WordPress is doing the same as Microsoft with WordPress 5.8 and will no longer optimize the new version and all subsequent versions for Internet Explorer 11. We recommend that you take a look at an analysis tool of your choice to find out which browser your visitors are using to access your website.
In Google Analytics, for example, this can be done under Target group -> Technology -> Browser and operating system. If the proportion of users with Internet Explorer is still relatively high, which depends on your target groups, then you should test intensively before updating to WordPress 5.8. Testing is important to ensure that everything still runs smoothly after the update.
In most cases, however, the proportion should already be very low. Thanks to Microsoft soon ending support for Internet Explorer, the proportion will continue to fall over the coming months.
Performance from Gutenberg
The performance of the editor was also improved with Gutenberg 10.8 and WordPress 5.8. This is emphasized by WordPress in the respective blog posts on both developments.
The performance is illustrated by a test article that the developers team prepared with 36,000 words and 1,000 blocks. This is a disproportionately large file (for comparison: a normally formatted A4 page has around 400 words). But the test helps to make differences in performance clearly visible.
And there is a difference. From Gutenberg 10.7 to Gutenberg 10.8, the loading time of the editor drops by almost one second from 6.75 seconds to 5.78 seconds. Anyone who's ever edited an extremely large text file in WordPress will appreciate this increase in performance.
WordPress 5.8: Other innovations
Of course, these are only the main changes that the team at WordPress puts in the foreground during development. As with every update, however, there are also many small changes that aren't obvious at first glance.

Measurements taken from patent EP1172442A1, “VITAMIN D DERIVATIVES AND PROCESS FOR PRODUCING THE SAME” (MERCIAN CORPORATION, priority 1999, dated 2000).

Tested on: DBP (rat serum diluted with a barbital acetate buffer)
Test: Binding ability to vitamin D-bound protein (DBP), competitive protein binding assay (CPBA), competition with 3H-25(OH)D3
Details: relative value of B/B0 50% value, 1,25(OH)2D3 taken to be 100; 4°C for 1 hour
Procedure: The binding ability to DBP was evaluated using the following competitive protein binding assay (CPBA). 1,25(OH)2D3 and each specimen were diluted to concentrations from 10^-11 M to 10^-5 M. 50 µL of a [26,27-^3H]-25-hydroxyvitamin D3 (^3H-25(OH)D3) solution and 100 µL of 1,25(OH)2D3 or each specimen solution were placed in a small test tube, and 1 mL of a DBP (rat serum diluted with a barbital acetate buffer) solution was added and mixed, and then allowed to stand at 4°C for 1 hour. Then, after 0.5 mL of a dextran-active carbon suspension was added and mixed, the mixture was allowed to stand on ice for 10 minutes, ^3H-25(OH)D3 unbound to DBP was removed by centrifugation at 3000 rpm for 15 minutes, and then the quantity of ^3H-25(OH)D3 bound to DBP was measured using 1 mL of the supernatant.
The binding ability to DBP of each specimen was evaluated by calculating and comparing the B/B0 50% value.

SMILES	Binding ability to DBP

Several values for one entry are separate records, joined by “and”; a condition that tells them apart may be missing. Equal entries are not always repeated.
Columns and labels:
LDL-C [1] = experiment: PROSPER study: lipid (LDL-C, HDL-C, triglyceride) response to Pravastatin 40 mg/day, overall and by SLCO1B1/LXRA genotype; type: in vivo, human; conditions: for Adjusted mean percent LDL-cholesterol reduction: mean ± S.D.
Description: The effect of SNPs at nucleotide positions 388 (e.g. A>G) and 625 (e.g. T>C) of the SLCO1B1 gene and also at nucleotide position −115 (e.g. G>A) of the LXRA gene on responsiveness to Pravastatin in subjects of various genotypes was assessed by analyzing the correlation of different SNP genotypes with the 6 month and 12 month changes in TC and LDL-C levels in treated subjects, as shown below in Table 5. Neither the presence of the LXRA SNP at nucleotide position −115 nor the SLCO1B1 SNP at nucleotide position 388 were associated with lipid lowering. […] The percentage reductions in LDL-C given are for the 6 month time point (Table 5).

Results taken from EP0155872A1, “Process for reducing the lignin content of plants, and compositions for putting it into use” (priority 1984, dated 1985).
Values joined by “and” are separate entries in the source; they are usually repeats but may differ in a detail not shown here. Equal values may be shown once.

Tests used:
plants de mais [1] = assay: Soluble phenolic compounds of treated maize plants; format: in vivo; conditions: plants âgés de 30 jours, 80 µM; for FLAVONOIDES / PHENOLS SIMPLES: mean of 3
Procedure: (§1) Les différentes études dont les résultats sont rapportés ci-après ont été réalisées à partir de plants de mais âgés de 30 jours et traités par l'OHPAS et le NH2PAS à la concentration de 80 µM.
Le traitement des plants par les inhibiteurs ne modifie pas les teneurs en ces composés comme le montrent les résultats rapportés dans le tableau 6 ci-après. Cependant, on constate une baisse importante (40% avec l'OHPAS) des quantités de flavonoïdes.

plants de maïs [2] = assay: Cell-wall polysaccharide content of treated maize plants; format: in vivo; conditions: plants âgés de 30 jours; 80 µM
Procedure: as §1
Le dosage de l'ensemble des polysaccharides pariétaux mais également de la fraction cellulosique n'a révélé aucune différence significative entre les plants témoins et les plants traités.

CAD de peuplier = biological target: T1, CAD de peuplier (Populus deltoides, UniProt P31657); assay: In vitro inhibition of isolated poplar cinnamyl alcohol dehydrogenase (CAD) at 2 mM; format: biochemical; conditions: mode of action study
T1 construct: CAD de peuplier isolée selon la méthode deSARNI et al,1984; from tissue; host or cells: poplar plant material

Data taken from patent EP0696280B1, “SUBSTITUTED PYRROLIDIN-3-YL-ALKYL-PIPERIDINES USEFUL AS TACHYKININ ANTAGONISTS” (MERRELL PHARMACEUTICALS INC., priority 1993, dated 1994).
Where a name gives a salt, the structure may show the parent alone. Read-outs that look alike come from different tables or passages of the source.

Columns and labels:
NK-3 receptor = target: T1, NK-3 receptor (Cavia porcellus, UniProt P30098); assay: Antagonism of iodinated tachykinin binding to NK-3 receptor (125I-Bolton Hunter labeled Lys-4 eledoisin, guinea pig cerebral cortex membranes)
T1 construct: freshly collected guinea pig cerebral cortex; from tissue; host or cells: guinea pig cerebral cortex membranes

For example, Twitter's open source database for emojis – Twemoji – has been updated to version 13.1, making more emojis available to you. The menu for publishing articles has been adapted and is now easier to understand. And there's support for the WebP image format.
There are also new possibilities for WordPress developers, including:
- New REST API endpoints in WordPress 5.8 for sidebars, widgets and widget types
- Cached get_pages() calls are accelerated
- Term relationships can be changed when querying posts in the REST API
Timetable: When is WordPress 5.8 coming?
The exact schedule for the development of a new WordPress version can always be found in the Development Cycle. Work on WordPress 5.8 began on 23 February, the three beta versions were planned in weekly intervals for 8 June, 15 June and 22 June. After that, there were three release candidates – also in weekly intervals – from 29 June to 13 July. The final release was then scheduled for 20 July 2021.
By the way, there will be two more major updates in 2021: WordPress 5.9 in September 2021 and WordPress 6.0 in December 2021. At least that's the current plan.
Conclusion: What to make of WordPress 5.8?
There aren't any huge surprises coming our way in WordPress 5.8. It's long been known that WordPress is slowly but surely rolling out its Gutenberg editor across the site and using more and more blocks for areas of WordPress. In WordPress 5.8, the widgets had to be used. Opinions are divided on this development. As we all know, Gutenberg has plenty of both fans and critics.
But overall, the new blocks are not particularly spectacular. The Duotone block for effect editing of pictures is a nice gimmick. And the query loop block opens up new possibilities for displaying articles. More interesting is the end of Internet Explorer 11 support, as there are probably still some websites that will have (at least a few) problems as a result.
All in all, the new WordPress 5.8 is not a revolution, but a further evolution of the most popular content management system. It will be interesting to see how full site editing develops with versions 5.9 and 6.0. We'll find out in September and December 2021.